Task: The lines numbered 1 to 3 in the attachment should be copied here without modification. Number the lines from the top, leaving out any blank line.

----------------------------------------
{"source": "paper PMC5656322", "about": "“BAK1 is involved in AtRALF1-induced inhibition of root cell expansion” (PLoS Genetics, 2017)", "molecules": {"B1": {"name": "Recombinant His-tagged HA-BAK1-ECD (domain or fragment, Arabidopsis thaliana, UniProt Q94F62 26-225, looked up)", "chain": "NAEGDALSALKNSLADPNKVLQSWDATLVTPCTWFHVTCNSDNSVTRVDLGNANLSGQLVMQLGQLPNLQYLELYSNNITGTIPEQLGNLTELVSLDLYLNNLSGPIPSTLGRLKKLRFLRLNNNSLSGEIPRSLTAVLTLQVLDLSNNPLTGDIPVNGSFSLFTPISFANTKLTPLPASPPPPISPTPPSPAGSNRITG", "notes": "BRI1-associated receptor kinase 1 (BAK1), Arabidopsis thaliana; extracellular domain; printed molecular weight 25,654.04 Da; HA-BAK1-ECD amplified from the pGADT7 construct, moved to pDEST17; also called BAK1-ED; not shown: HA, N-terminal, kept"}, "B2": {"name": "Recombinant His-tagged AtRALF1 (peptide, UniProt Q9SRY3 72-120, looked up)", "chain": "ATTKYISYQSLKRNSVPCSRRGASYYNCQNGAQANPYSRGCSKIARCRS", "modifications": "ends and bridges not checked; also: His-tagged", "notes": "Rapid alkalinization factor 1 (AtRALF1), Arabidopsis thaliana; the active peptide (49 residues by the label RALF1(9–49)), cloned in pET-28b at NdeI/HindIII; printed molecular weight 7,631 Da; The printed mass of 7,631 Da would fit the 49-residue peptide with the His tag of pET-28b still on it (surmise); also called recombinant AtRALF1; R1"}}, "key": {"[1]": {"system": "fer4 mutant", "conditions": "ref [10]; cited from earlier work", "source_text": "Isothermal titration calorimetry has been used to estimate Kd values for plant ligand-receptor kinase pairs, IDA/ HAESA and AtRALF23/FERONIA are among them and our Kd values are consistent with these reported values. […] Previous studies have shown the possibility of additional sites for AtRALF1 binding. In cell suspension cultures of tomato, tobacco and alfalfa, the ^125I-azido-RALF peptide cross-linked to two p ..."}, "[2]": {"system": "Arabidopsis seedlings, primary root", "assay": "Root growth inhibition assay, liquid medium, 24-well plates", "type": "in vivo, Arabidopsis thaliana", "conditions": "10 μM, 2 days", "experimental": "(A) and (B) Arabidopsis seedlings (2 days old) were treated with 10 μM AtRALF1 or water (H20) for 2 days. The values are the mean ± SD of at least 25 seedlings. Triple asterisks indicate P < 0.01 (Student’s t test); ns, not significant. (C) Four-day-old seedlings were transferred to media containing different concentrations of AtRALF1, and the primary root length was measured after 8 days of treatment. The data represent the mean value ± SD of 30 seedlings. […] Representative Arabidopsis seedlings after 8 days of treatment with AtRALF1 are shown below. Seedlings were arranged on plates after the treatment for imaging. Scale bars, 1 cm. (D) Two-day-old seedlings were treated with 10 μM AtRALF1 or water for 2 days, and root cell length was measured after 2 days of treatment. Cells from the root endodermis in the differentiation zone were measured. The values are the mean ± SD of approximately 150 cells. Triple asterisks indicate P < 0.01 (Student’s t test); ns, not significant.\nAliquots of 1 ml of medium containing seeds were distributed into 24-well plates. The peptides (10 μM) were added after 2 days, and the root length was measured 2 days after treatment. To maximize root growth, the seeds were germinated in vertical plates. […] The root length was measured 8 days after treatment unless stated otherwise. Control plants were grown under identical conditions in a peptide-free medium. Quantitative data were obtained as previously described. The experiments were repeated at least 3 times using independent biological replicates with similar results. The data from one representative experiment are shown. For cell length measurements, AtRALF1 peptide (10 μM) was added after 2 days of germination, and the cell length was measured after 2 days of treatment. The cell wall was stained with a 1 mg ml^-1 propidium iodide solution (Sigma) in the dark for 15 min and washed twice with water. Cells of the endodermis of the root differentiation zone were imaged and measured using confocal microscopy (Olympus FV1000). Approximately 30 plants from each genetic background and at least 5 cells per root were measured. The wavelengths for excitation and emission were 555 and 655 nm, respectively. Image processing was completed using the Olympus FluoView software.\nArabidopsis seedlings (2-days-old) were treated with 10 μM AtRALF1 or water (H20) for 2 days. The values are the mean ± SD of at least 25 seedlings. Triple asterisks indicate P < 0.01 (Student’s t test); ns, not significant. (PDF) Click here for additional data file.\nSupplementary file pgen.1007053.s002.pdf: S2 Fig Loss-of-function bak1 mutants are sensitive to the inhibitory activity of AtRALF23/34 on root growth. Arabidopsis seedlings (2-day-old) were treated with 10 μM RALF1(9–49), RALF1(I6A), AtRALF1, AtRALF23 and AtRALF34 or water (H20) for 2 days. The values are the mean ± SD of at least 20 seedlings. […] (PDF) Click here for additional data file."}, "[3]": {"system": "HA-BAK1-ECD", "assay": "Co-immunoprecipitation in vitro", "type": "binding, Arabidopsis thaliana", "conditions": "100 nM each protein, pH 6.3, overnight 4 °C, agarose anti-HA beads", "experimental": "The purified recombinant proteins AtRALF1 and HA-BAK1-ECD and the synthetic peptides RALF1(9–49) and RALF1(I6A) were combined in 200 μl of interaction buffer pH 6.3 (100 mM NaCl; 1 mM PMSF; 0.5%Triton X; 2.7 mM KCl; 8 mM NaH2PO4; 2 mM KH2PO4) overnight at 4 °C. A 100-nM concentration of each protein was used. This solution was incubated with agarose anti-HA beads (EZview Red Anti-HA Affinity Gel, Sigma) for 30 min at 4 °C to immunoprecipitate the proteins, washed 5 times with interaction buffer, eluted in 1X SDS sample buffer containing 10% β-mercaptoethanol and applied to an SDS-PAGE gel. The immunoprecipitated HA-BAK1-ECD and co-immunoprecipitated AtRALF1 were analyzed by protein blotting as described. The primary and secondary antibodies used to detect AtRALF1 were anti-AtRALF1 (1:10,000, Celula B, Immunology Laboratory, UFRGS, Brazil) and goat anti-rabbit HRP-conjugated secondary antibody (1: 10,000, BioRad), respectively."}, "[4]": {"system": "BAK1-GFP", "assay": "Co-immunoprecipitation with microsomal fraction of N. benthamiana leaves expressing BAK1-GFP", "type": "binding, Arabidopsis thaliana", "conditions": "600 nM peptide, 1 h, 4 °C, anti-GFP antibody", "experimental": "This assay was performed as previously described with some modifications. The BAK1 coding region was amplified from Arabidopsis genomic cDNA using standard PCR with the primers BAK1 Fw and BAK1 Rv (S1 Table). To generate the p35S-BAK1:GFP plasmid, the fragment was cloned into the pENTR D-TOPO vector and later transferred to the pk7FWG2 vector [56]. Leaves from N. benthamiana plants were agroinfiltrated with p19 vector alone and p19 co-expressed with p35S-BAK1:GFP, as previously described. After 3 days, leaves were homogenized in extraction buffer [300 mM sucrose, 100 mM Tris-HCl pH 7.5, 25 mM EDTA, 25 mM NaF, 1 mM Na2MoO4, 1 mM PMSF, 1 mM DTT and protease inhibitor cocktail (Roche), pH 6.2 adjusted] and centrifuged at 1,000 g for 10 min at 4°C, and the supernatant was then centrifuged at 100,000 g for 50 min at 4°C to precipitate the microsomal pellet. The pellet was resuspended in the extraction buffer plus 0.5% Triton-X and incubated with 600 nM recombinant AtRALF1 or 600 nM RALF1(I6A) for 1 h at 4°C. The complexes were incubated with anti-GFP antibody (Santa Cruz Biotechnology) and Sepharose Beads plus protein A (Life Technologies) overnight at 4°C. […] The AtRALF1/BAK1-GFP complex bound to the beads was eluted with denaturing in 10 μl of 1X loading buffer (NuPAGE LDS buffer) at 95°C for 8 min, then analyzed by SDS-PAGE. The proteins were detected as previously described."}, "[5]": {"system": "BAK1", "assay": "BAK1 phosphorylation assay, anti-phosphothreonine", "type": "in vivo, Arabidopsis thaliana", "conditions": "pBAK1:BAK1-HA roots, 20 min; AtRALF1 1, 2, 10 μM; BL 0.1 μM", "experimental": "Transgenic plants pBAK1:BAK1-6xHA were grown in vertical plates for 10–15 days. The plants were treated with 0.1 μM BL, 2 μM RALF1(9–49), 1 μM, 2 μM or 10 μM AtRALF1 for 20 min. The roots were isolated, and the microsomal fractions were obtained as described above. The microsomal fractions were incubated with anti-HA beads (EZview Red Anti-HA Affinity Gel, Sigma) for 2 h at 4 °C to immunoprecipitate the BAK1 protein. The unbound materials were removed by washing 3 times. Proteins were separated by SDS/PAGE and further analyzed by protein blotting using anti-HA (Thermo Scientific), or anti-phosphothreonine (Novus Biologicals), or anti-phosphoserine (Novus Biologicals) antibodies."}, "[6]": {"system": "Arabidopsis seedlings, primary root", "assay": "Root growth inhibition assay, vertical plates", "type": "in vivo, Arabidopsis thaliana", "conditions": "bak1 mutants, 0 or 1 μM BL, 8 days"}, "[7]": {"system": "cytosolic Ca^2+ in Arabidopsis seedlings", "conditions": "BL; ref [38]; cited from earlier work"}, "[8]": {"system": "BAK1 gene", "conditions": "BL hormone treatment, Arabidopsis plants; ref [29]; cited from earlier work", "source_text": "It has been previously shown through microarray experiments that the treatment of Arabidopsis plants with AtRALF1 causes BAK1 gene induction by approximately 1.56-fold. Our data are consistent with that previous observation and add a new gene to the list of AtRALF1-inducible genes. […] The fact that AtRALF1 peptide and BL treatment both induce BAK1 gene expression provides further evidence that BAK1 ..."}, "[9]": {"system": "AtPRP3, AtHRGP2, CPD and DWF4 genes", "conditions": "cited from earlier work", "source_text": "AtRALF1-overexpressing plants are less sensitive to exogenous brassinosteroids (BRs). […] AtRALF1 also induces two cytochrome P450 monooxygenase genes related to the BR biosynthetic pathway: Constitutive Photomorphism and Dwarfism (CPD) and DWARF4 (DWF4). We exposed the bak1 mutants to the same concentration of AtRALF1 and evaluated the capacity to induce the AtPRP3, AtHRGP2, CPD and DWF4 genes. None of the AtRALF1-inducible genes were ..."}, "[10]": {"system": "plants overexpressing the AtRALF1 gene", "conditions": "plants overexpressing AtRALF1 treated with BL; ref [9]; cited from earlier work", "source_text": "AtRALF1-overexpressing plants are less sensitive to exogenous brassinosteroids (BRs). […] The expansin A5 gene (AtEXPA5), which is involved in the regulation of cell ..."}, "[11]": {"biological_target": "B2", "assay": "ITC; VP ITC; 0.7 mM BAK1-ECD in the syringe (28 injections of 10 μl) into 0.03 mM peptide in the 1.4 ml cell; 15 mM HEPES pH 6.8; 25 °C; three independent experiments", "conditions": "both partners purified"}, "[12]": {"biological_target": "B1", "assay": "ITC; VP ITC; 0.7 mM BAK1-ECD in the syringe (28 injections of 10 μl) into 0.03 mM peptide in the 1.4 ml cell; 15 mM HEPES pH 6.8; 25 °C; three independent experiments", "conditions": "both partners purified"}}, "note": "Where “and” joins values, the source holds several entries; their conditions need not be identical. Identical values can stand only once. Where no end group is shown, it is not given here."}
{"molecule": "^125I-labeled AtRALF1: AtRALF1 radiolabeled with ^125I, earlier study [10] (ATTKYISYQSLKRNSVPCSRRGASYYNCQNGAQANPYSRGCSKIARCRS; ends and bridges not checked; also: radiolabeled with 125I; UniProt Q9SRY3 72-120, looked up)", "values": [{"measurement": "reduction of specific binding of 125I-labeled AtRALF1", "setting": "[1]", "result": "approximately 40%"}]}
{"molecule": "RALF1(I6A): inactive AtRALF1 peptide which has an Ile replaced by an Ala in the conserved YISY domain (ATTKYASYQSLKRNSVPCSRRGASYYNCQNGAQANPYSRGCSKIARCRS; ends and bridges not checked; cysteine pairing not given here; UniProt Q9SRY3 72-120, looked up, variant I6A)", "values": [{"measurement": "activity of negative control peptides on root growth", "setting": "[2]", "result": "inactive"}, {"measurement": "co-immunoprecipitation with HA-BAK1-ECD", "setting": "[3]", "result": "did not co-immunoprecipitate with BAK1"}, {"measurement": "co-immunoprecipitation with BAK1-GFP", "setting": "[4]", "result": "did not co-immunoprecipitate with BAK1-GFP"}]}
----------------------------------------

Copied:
{"source": "paper PMC5656322", "about": "“BAK1 is involved in AtRALF1-induced inhibition of root cell expansion” (PLoS Genetics, 2017)", "molecules": {"B1": {"name": "Recombinant His-tagged HA-BAK1-ECD (domain or fragment, Arabidopsis thaliana, UniProt Q94F62 26-225, looked up)", "chain": "NAEGDALSALKNSLADPNKVLQSWDATLVTPCTWFHVTCNSDNSVTRVDLGNANLSGQLVMQLGQLPNLQYLELYSNNITGTIPEQLGNLTELVSLDLYLNNLSGPIPSTLGRLKKLRFLRLNNNSLSGEIPRSLTAVLTLQVLDLSNNPLTGDIPVNGSFSLFTPISFANTKLTPLPASPPPPISPTPPSPAGSNRITG", "notes": "BRI1-associated receptor kinase 1 (BAK1), Arabidopsis thaliana; extracellular domain; printed molecular weight 25,654.04 Da; HA-BAK1-ECD amplified from the pGADT7 construct, moved to pDEST17; also called BAK1-ED; not shown: HA, N-terminal, kept"}, "B2": {"name": "Recombinant His-tagged AtRALF1 (peptide, UniProt Q9SRY3 72-120, looked up)", "chain": "ATTKYISYQSLKRNSVPCSRRGASYYNCQNGAQANPYSRGCSKIARCRS", "modifications": "ends and bridges not checked; also: His-tagged", "notes": "Rapid alkalinization factor 1 (AtRALF1), Arabidopsis thaliana; the active peptide (49 residues by the label RALF1(9–49)), cloned in pET-28b at NdeI/HindIII; printed molecular weight 7,631 Da; The printed mass of 7,631 Da would fit the 49-residue peptide with the His tag of pET-28b still on it (surmise); also called recombinant AtRALF1; R1"}}, "key": {"[1]": {"system": "fer4 mutant", "conditions": "ref [10]; cited from earlier work", "source_text": "Isothermal titration calorimetry has been used to estimate Kd values for plant ligand-receptor kinase pairs, IDA/ HAESA and AtRALF23/FERONIA are among them and our Kd values are consistent with these reported values. […] Previous studies have shown the possibility of additional sites for AtRALF1 binding. In cell suspension cultures of tomato, tobacco and alfalfa, the ^125I-azido-RALF peptide cross-linked to two p ..."}, "[2]": {"system": "Arabidopsis seedlings, primary root", "assay": "Root growth inhibition assay, liquid medium, 24-well plates", "type": "in vivo, Arabidopsis thaliana", "conditions": "10 μM, 2 days", "experimental": "(A) and (B) Arabidopsis seedlings (2 days old) were treated with 10 μM AtRALF1 or water (H20) for 2 days. The values are the mean ± SD of at least 25 seedlings. Triple asterisks indicate P < 0.01 (Student’s t test); ns, not significant. (C) Four-day-old seedlings were transferred to media containing different concentrations of AtRALF1, and the primary root length was measured after 8 days of treatment. The data represent the mean value ± SD of 30 seedlings. […] Representative Arabidopsis seedlings after 8 days of treatment with AtRALF1 are shown below. Seedlings were arranged on plates after the treatment for imaging. Scale bars, 1 cm. (D) Two-day-old seedlings were treated with 10 μM AtRALF1 or water for 2 days, and root cell length was measured after 2 days of treatment. Cells from the root endodermis in the differentiation zone were measured. The values are the mean ± SD of approximately 150 cells. Triple asterisks indicate P < 0.01 (Student’s t test); ns, not significant.\nAliquots of 1 ml of medium containing seeds were distributed into 24-well plates. The peptides (10 μM) were added after 2 days, and the root length was measured 2 days after treatment. To maximize root growth, the seeds were germinated in vertical plates. […] The root length was measured 8 days after treatment unless stated otherwise. Control plants were grown under identical conditions in a peptide-free medium. Quantitative data were obtained as previously described. The experiments were repeated at least 3 times using independent biological replicates with similar results. The data from one representative experiment are shown. For cell length measurements, AtRALF1 peptide (10 μM) was added after 2 days of germination, and the cell length was measured after 2 days of treatment. The cell wall was stained with a 1 mg ml^-1 propidium iodide solution (Sigma) in the dark for 15 min and washed twice with water. Cells of the endodermis of the root differentiation zone were imaged and measured using confocal microscopy (Olympus FV1000). Approximately 30 plants from each genetic background and at least 5 cells per root were measured. The wavelengths for excitation and emission were 555 and 655 nm, respectively. Image processing was completed using the Olympus FluoView software.\nArabidopsis seedlings (2-days-old) were treated with 10 μM AtRALF1 or water (H20) for 2 days. The values are the mean ± SD of at least 25 seedlings. Triple asterisks indicate P < 0.01 (Student’s t test); ns, not significant. (PDF) Click here for additional data file.\nSupplementary file pgen.1007053.s002.pdf: S2 Fig Loss-of-function bak1 mutants are sensitive to the inhibitory activity of AtRALF23/34 on root growth. Arabidopsis seedlings (2-day-old) were treated with 10 μM RALF1(9–49), RALF1(I6A), AtRALF1, AtRALF23 and AtRALF34 or water (H20) for 2 days. The values are the mean ± SD of at least 20 seedlings. […] (PDF) Click here for additional data file."}, "[3]": {"system": "HA-BAK1-ECD", "assay": "Co-immunoprecipitation in vitro", "type": "binding, Arabidopsis thaliana", "conditions": "100 nM each protein, pH 6.3, overnight 4 °C, agarose anti-HA beads", "experimental": "The purified recombinant proteins AtRALF1 and HA-BAK1-ECD and the synthetic peptides RALF1(9–49) and RALF1(I6A) were combined in 200 μl of interaction buffer pH 6.3 (100 mM NaCl; 1 mM PMSF; 0.5%Triton X; 2.7 mM KCl; 8 mM NaH2PO4; 2 mM KH2PO4) overnight at 4 °C. A 100-nM concentration of each protein was used. This solution was incubated with agarose anti-HA beads (EZview Red Anti-HA Affinity Gel, Sigma) for 30 min at 4 °C to immunoprecipitate the proteins, washed 5 times with interaction buffer, eluted in 1X SDS sample buffer containing 10% β-mercaptoethanol and applied to an SDS-PAGE gel. The immunoprecipitated HA-BAK1-ECD and co-immunoprecipitated AtRALF1 were analyzed by protein blotting as described. The primary and secondary antibodies used to detect AtRALF1 were anti-AtRALF1 (1:10,000, Celula B, Immunology Laboratory, UFRGS, Brazil) and goat anti-rabbit HRP-conjugated secondary antibody (1: 10,000, BioRad), respectively."}, "[4]": {"system": "BAK1-GFP", "assay": "Co-immunoprecipitation with microsomal fraction of N. benthamiana leaves expressing BAK1-GFP", "type": "binding, Arabidopsis thaliana", "conditions": "600 nM peptide, 1 h, 4 °C, anti-GFP antibody", "experimental": "This assay was performed as previously described with some modifications. The BAK1 coding region was amplified from Arabidopsis genomic cDNA using standard PCR with the primers BAK1 Fw and BAK1 Rv (S1 Table). To generate the p35S-BAK1:GFP plasmid, the fragment was cloned into the pENTR D-TOPO vector and later transferred to the pk7FWG2 vector [56]. Leaves from N. benthamiana plants were agroinfiltrated with p19 vector alone and p19 co-expressed with p35S-BAK1:GFP, as previously described. After 3 days, leaves were homogenized in extraction buffer [300 mM sucrose, 100 mM Tris-HCl pH 7.5, 25 mM EDTA, 25 mM NaF, 1 mM Na2MoO4, 1 mM PMSF, 1 mM DTT and protease inhibitor cocktail (Roche), pH 6.2 adjusted] and centrifuged at 1,000 g for 10 min at 4°C, and the supernatant was then centrifuged at 100,000 g for 50 min at 4°C to precipitate the microsomal pellet. The pellet was resuspended in the extraction buffer plus 0.5% Triton-X and incubated with 600 nM recombinant AtRALF1 or 600 nM RALF1(I6A) for 1 h at 4°C. The complexes were incubated with anti-GFP antibody (Santa Cruz Biotechnology) and Sepharose Beads plus protein A (Life Technologies) overnight at 4°C. […] The AtRALF1/BAK1-GFP complex bound to the beads was eluted with denaturing in 10 μl of 1X loading buffer (NuPAGE LDS buffer) at 95°C for 8 min, then analyzed by SDS-PAGE. The proteins were detected as previously described."}, "[5]": {"system": "BAK1", "assay": "BAK1 phosphorylation assay, anti-phosphothreonine", "type": "in vivo, Arabidopsis thaliana", "conditions": "pBAK1:BAK1-HA roots, 20 min; AtRALF1 1, 2, 10 μM; BL 0.1 μM", "experimental": "Transgenic plants pBAK1:BAK1-6xHA were grown in vertical plates for 10–15 days. The plants were treated with 0.1 μM BL, 2 μM RALF1(9–49), 1 μM, 2 μM or 10 μM AtRALF1 for 20 min. The roots were isolated, and the microsomal fractions were obtained as described above. The microsomal fractions were incubated with anti-HA beads (EZview Red Anti-HA Affinity Gel, Sigma) for 2 h at 4 °C to immunoprecipitate the BAK1 protein. The unbound materials were removed by washing 3 times. Proteins were separated by SDS/PAGE and further analyzed by protein blotting using anti-HA (Thermo Scientific), or anti-phosphothreonine (Novus Biologicals), or anti-phosphoserine (Novus Biologicals) antibodies."}, "[6]": {"system": "Arabidopsis seedlings, primary root", "assay": "Root growth inhibition assay, vertical plates", "type": "in vivo, Arabidopsis thaliana", "conditions": "bak1 mutants, 0 or 1 μM BL, 8 days"}, "[7]": {"system": "cytosolic Ca^2+ in Arabidopsis seedlings", "conditions": "BL; ref [38]; cited from earlier work"}, "[8]": {"system": "BAK1 gene", "conditions": "BL hormone treatment, Arabidopsis plants; ref [29]; cited from earlier work", "source_text": "It has been previously shown through microarray experiments that the treatment of Arabidopsis plants with AtRALF1 causes BAK1 gene induction by approximately 1.56-fold. Our data are consistent with that previous observation and add a new gene to the list of AtRALF1-inducible genes. […] The fact that AtRALF1 peptide and BL treatment both induce BAK1 gene expression provides further evidence that BAK1 ..."}, "[9]": {"system": "AtPRP3, AtHRGP2, CPD and DWF4 genes", "conditions": "cited from earlier work", "source_text": "AtRALF1-overexpressing plants are less sensitive to exogenous brassinosteroids (BRs). […] AtRALF1 also induces two cytochrome P450 monooxygenase genes related to the BR biosynthetic pathway: Constitutive Photomorphism and Dwarfism (CPD) and DWARF4 (DWF4). We exposed the bak1 mutants to the same concentration of AtRALF1 and evaluated the capacity to induce the AtPRP3, AtHRGP2, CPD and DWF4 genes. None of the AtRALF1-inducible genes were ..."}, "[10]": {"system": "plants overexpressing the AtRALF1 gene", "conditions": "plants overexpressing AtRALF1 treated with BL; ref [9]; cited from earlier work", "source_text": "AtRALF1-overexpressing plants are less sensitive to exogenous brassinosteroids (BRs). […] The expansin A5 gene (AtEXPA5), which is involved in the regulation of cell ..."}, "[11]": {"biological_target": "B2", "assay": "ITC; VP ITC; 0.7 mM BAK1-ECD in the syringe (28 injections of 10 μl) into 0.03 mM peptide in the 1.4 ml cell; 15 mM HEPES pH 6.8; 25 °C; three independent experiments", "conditions": "both partners purified"}, "[12]": {"biological_target": "B1", "assay": "ITC; VP ITC; 0.7 mM BAK1-ECD in the syringe (28 injections of 10 μl) into 0.03 mM peptide in the 1.4 ml cell; 15 mM HEPES pH 6.8; 25 °C; three independent experiments", "conditions": "both partners purified"}}, "note": "Where “and” joins values, the source holds several entries; their conditions need not be identical. Identical values can stand only once. Where no end group is shown, it is not given here."}
{"molecule": "^125I-labeled AtRALF1: AtRALF1 radiolabeled with ^125I, earlier study [10] (ATTKYISYQSLKRNSVPCSRRGASYYNCQNGAQANPYSRGCSKIARCRS; ends and bridges not checked; also: radiolabeled with 125I; UniProt Q9SRY3 72-120, looked up)", "values": [{"measurement": "reduction of specific binding of 125I-labeled AtRALF1", "setting": "[1]", "result": "approximately 40%"}]}
{"molecule": "RALF1(I6A): inactive AtRALF1 peptide which has an Ile replaced by an Ala in the conserved YISY domain (ATTKYASYQSLKRNSVPCSRRGASYYNCQNGAQANPYSRGCSKIARCRS; ends and bridges not checked; cysteine pairing not given here; UniProt Q9SRY3 72-120, looked up, variant I6A)", "values": [{"measurement": "activity of negative control peptides on root growth", "setting": "[2]", "result": "inactive"}, {"measurement": "co-immunoprecipitation with HA-BAK1-ECD", "setting": "[3]", "result": "did not co-immunoprecipitate with BAK1"}, {"measurement": "co-immunoprecipitation with BAK1-GFP", "setting": "[4]", "result": "did not co-immunoprecipitate with BAK1-GFP"}]}